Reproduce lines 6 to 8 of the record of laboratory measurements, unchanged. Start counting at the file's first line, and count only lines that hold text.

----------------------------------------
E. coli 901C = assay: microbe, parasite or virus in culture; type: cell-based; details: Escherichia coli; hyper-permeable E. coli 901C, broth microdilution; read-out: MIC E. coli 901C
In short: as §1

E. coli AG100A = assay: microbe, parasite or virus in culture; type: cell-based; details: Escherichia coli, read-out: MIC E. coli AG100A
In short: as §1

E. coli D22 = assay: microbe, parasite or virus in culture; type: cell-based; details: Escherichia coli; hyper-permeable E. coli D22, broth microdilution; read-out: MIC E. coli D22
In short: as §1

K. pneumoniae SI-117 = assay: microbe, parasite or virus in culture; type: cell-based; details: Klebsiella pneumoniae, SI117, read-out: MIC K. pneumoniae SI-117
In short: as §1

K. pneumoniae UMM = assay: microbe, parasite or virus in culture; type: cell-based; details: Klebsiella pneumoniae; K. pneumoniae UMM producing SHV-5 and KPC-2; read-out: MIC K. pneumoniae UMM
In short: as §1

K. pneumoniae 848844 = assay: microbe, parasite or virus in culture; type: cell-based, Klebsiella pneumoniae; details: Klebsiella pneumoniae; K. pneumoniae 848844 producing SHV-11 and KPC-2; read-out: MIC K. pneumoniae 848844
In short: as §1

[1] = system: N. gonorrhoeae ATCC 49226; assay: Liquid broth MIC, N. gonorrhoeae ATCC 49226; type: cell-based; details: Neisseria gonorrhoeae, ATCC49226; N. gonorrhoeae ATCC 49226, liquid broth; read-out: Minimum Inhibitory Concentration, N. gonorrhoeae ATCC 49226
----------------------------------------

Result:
In short: as §1

K. pneumoniae SI-117 = assay: microbe, parasite or virus in culture; type: cell-based; details: Klebsiella pneumoniae, SI117, read-out: MIC K. pneumoniae SI-117
In short: as §1